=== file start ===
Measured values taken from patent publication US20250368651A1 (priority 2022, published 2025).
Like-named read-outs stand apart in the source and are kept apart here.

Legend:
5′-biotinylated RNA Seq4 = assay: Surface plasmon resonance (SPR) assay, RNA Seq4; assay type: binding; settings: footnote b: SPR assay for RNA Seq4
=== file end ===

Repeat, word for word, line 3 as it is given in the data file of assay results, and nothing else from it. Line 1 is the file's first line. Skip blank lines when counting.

Legend: